The United Nations has recently sounded alarms regarding the impact of climate change on the Australian economy. UN’s special counselor on climate change, Selwin Hart has advised that the Australian government should step up its efforts to phase out coal, to prevent economic turmoil in the country.
As per sources, Australia is heavily dependent on coal-fired power which makes it the world's major carbon emitters per capita. However, the country's new deputy PM has cast shadow on fossil fuel industries that are driven towards 2050 net-zero emissions, claiming that tougher emissions action would cost jobs.
Speaking on which, Mr. Hart said in a lecture at the Australian National University that they realize the importance of coal and other fossil fuels to the Australia's economy. However, mining only accounts for about 2% of total jobs and having a larger, more honest, and logical discourse about what is in Australia's best interests is important.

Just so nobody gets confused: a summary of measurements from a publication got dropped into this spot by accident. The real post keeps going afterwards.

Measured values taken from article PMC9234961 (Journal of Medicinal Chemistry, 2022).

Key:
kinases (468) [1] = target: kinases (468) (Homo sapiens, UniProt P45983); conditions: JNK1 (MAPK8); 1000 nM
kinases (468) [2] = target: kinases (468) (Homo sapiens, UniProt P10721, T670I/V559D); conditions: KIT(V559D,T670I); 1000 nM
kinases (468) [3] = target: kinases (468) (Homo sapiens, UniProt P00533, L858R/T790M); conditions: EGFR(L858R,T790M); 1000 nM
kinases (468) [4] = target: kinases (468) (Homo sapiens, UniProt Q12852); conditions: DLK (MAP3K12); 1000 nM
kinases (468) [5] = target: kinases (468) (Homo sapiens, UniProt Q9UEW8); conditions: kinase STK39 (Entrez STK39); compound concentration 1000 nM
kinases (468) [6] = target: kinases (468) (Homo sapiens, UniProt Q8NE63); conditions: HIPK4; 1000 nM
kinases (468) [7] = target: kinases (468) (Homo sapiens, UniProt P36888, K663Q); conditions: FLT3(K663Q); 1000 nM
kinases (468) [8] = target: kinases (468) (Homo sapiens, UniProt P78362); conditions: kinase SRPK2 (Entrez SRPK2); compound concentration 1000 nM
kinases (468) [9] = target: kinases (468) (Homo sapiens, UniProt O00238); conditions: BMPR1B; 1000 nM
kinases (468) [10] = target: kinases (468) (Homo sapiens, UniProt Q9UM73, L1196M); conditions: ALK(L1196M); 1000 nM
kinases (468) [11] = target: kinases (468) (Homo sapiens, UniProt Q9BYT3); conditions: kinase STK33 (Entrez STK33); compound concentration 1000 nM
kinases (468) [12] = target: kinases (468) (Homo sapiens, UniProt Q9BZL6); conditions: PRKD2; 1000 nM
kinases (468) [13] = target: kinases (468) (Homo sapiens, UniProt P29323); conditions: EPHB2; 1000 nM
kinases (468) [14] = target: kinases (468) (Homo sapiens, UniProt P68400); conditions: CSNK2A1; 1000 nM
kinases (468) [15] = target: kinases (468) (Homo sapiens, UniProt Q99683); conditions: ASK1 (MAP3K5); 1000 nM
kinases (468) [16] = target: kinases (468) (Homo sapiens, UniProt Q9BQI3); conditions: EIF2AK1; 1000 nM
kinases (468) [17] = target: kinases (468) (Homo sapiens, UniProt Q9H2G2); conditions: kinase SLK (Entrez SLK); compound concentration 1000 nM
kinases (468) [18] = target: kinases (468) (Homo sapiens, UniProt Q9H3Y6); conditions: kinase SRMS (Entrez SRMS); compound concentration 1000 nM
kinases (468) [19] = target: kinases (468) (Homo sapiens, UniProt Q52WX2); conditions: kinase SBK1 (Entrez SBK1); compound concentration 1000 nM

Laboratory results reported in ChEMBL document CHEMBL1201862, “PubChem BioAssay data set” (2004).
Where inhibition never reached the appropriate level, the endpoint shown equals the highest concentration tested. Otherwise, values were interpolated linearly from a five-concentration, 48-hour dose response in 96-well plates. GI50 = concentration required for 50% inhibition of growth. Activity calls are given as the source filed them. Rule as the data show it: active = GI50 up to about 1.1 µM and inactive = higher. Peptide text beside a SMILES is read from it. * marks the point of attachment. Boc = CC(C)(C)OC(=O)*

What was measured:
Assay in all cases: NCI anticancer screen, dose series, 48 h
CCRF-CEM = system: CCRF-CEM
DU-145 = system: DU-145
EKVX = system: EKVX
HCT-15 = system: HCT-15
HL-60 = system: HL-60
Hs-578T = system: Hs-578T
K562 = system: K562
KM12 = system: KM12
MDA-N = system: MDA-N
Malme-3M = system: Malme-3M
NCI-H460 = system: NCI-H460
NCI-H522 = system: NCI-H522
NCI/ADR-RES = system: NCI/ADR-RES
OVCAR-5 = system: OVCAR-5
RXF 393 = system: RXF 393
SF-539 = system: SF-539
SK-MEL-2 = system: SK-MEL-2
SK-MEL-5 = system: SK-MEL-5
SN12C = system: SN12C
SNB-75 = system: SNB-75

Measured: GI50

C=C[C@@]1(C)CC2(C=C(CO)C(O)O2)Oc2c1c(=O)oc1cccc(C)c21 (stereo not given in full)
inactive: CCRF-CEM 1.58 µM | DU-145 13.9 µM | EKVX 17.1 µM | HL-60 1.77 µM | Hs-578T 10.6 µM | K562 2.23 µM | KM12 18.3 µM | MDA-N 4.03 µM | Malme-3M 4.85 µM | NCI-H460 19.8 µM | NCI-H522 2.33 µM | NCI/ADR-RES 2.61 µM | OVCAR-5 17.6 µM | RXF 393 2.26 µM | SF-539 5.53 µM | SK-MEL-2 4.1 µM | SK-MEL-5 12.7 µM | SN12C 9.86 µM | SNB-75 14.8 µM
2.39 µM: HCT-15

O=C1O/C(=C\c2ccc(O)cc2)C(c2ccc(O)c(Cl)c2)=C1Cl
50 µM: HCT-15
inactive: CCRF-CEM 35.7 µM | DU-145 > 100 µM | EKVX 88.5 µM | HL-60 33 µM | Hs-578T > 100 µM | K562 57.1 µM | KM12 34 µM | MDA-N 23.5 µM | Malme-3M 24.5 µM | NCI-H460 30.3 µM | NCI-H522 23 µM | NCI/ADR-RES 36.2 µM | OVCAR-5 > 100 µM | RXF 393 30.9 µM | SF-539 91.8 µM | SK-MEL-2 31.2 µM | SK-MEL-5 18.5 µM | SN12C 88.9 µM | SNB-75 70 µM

The United Nations has recommended that coal should be phased out by 2030 in nations that are members of the Organization for Economic Co-operation and Development, including Australia.
Incidentally, the Group of 20 leading economies' energy and environment ministers failed to reach an agreement in July to phase out coal by 2025. However, some experts believe there is a prospect for success at the United Nations climate negotiations in Glasgow in November.
Scott Morrison, Australia’s Prime Minister, has stated that the country is on track to achieve net-zero carbon emissions but has not set a deadline.
Before the Glasgow negotiations, he said that Australia would adjust its 2030 emissions predictions.
Most developed countries have committed to a net-zero emissions target by 2050.
According to Mr. Hart, the Australian government should ‘seize the moment’ and move to renewable energy. He further added that if the world does not move rapidly to phase out coal, climate change will cause havoc across the Australian economy, from agriculture to tourism, and across the services sector.